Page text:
A nervous disposition
In the Oxford Dictionary, ‘domicile’ is defined as “the country that a person treats as their permanent home, or lives in and has a substantial connection with”. This might seem pretty straightforward at first thought. Most people faced with the above definition would be able to state their domicile with relative confidence. However the law in this area is far from straightforward, and as our customs and values change at an ever increasing pace within modern society, the question is to what extent the law is able to keep up.
Domicile is a common law concept that the courts use to connect every person with a particular legal system by which that individual’s legal relationships may be regulated. In particular, it is relevant to personal law, such as marriage, divorce, wills and succession on death (in relation to moveable assets). It has also been imported into the UK tax legislation to determine the extent of an individual's liability to income tax, capital gains tax and inheritance tax. It is therefore a key concept in English law. There are different types of domicile; domicile of origin, domicile of dependency and domicile of choice. This blog will focus on domicile of origin and consider some of the particular issues it raises for the modern family, which can come in many different shapes and sizes.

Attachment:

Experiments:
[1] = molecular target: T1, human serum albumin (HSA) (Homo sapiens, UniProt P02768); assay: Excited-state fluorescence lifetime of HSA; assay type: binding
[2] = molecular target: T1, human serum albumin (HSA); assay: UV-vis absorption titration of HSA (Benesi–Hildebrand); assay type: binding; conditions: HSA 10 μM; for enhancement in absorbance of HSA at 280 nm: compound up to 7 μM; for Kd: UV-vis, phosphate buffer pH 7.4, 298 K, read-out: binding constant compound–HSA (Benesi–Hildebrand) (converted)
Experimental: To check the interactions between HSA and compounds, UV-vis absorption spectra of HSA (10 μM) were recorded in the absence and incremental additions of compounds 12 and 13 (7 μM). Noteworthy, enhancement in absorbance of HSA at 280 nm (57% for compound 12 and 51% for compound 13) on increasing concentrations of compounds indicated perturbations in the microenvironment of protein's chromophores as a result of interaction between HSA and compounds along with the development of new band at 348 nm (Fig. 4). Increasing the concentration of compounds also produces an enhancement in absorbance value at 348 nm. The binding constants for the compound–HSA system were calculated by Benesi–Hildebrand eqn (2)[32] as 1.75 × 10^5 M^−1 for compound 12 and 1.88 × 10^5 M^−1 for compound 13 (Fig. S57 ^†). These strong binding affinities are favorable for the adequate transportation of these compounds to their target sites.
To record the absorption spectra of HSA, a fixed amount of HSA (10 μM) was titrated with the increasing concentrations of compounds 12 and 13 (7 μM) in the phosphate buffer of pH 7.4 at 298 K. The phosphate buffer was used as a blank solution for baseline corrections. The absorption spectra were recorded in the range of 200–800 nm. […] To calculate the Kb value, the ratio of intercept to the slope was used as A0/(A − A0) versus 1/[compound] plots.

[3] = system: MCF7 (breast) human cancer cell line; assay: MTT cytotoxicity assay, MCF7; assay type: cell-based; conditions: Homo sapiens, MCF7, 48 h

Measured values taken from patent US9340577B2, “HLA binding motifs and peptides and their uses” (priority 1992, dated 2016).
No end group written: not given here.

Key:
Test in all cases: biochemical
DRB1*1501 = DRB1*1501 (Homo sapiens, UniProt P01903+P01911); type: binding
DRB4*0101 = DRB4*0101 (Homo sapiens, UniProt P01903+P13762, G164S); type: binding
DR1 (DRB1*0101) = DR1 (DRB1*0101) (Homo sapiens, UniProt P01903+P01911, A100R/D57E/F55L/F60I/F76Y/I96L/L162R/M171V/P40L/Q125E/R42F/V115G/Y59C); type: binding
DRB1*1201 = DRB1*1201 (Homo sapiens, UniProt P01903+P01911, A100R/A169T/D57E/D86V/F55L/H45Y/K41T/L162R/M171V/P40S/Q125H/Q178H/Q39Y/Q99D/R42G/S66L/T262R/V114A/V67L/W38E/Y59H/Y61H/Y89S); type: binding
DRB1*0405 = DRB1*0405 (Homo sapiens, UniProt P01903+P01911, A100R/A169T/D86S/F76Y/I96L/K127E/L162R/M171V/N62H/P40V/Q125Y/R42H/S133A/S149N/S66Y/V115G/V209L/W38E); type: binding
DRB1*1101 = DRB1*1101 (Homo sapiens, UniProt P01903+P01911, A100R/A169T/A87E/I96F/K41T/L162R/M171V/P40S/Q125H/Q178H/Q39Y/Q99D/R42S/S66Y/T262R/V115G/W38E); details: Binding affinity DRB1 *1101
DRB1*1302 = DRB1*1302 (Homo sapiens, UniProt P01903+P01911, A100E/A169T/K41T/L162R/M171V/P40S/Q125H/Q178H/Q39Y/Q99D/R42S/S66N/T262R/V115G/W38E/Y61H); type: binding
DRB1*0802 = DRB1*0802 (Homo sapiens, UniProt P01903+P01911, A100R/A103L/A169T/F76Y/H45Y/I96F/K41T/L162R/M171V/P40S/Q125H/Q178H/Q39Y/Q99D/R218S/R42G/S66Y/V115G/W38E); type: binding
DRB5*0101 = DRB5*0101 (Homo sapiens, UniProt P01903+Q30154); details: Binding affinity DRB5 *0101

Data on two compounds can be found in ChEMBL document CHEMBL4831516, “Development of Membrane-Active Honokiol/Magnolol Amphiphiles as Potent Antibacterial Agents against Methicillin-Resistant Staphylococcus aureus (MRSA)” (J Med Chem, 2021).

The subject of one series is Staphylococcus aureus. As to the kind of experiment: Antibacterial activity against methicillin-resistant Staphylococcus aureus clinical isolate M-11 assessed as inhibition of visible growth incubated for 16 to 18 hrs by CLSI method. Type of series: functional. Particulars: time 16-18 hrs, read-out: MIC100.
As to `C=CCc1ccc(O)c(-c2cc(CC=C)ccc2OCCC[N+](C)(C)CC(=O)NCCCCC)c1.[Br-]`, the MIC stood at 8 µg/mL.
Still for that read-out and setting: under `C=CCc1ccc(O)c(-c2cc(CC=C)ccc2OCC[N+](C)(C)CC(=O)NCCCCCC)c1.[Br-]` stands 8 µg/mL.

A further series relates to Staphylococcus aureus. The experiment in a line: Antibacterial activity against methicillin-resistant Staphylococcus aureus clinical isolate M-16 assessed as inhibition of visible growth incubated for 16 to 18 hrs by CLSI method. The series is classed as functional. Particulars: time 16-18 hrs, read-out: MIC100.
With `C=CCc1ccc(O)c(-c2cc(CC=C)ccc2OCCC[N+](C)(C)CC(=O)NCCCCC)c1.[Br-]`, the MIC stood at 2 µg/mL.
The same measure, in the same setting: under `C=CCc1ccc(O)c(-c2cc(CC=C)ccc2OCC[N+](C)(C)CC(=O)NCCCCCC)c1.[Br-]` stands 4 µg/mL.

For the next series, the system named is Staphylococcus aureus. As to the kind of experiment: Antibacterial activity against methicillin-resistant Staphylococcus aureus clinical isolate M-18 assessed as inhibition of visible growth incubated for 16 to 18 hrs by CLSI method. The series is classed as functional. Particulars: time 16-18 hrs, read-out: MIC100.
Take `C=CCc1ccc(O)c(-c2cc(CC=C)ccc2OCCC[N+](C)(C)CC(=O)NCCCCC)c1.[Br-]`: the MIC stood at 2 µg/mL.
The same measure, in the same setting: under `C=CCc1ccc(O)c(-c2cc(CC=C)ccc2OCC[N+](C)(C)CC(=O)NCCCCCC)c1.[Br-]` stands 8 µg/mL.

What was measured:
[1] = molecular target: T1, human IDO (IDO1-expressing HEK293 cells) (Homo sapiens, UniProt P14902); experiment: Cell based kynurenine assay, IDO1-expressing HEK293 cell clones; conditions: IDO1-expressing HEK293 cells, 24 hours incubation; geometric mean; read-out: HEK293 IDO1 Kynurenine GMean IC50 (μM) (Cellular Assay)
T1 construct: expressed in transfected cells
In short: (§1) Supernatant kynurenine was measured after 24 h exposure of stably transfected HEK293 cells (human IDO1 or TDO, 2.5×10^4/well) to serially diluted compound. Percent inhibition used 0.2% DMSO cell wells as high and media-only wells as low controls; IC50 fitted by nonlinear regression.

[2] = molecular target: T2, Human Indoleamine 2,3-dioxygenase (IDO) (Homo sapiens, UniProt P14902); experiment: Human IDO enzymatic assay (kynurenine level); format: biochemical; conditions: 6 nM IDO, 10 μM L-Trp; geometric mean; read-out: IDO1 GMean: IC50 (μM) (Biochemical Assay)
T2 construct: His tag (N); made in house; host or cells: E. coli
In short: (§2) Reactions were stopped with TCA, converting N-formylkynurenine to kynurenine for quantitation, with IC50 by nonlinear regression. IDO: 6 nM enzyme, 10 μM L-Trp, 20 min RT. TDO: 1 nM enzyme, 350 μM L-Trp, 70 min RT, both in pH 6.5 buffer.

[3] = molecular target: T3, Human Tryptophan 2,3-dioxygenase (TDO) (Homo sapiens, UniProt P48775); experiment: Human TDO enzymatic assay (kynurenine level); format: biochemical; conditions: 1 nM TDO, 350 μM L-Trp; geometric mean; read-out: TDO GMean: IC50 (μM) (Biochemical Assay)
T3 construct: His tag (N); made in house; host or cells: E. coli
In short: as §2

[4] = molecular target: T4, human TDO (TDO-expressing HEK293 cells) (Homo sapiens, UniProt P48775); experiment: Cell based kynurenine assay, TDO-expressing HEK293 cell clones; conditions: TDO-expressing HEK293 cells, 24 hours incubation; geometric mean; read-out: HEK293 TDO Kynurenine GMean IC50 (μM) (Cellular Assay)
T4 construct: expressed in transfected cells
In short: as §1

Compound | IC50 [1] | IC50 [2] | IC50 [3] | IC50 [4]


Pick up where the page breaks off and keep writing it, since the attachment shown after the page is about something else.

Domicile of origin
Everyone has a domicile of origin at birth. An individual’s domicile of origin is generally acquired from their father at the time of their birth if their parents were married at that time. A domicile of origin has tenacity; it sticks with a person throughout their life. Although a domicile of origin can never be extinguished, it can be displaced by the acquisition of a domicile of dependency or a domicile of choice. However, a domicile of origin lies dormant and can revive when a domicile of dependency or choice is lost.